Well, like I said, I just don't have the time (money is no object, ha ha ha!) to invest right now and stepping up on the equipment isn't in the picture... what I'll do, i'll do now with what I have and if the chance avails itself, I'll go beyond... besides, some of the most intriguing photos I've seen have been taken with mere box cameras... no lens, no shutter per se, no light meter, just a quick flick of the wrist and, voila, a moment in time is stolen...
|Posted on Wednesday, July 24, 2002 - 10:34 pm: |
I'll go digital one day. But for now, the picture quality still isn't quite there, and the low-light capabilities definitely aren't. Last I checked, a film camera and an f1.8 lens with high speed film is still about 4 or 5 stops faster than a $1000 coolpix. I'm going to keep waiting. I haven't been taking pictures for quite some time anyway.
BTW, Leicas are all 35mm. Konica now makes a Hexar body that allows you to shoot Leica glass with AE, auto focus, and auto film winding. If I was serious about high-quality people pictures (about $3000+ worth of serious), that would be my setup.
|Posted on Wednesday, July 24, 2002 - 9:26 pm: |
The Nikon 5000 I use is small enough covertly carry almost anywhere... I've a Canon 1N and an old Pentax K1000 but I honestly haven't shot 'film' in a long time having reverted to digital because I'm time constrained and patience diminished... If I had the money and time, I'd get a real nice Hasselbad or Leica medium format and stock up on some good glass...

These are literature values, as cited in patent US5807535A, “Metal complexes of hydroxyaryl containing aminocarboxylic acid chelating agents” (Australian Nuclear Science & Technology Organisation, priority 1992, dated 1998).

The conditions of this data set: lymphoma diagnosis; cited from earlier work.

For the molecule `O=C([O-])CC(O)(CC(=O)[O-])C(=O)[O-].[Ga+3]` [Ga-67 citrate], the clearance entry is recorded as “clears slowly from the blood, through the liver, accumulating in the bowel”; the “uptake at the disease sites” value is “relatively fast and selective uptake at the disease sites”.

|Posted on Wednesday, July 24, 2002 - 8:41 pm: |
Damn. I was just looking over that Hexar stuff, and now I want one! That motherfucker is awesome. It's even got a spot meter, and handles film speeds up to 6400. Unfortunately, I think they run almost $1000 in great condition.
|Posted on Wednesday, July 24, 2002 - 8:32 pm: |
You may want to go on ebay and get yourself one of these:
You can get a nice one for around $70 and get it spiffed up for $30. It's got a 40mm f1.7 lens that's sharp as hell. Load it up with some 3200 speed film and you can take a picture of anything you can see with your eyes. T400cn pushed to 1600 gives sharper results, but you lose one stop. It's a rangefinder camera, so it's much smaller than an SLR, and about a million times quieter. The shutter sounds like a paperclip landing on a tabletop. The metering is a bit primitive, so there would be a learning curve there (I think it's AE up to 800 speed).
If money isn't important, you could nab yourself an old Konica Hexar AF, 35mm/f1.8. Some are all black, almost as quiet (eerily quiet), and they have autoexposure, autofocus and auto film wind. It's the ultimate stealth camera.
|Posted on Wednesday, July 24, 2002 - 7:10 pm: |
And I know you aren't the same person-
Head snores louder.
|Posted on Wednesday, July 24, 2002 - 7:08 pm: |
May I recommend an APS camera (small) w/400 film (fast)?
|Posted on Wednesday, July 24, 2002 - 6:53 pm: |
Okay... let them eat grass...
|Posted on Wednesday, July 24, 2002 - 6:21 pm: |
There are still people who think
we are the same person.
|Posted on Wednesday, July 24, 2002 - 6:00 pm: |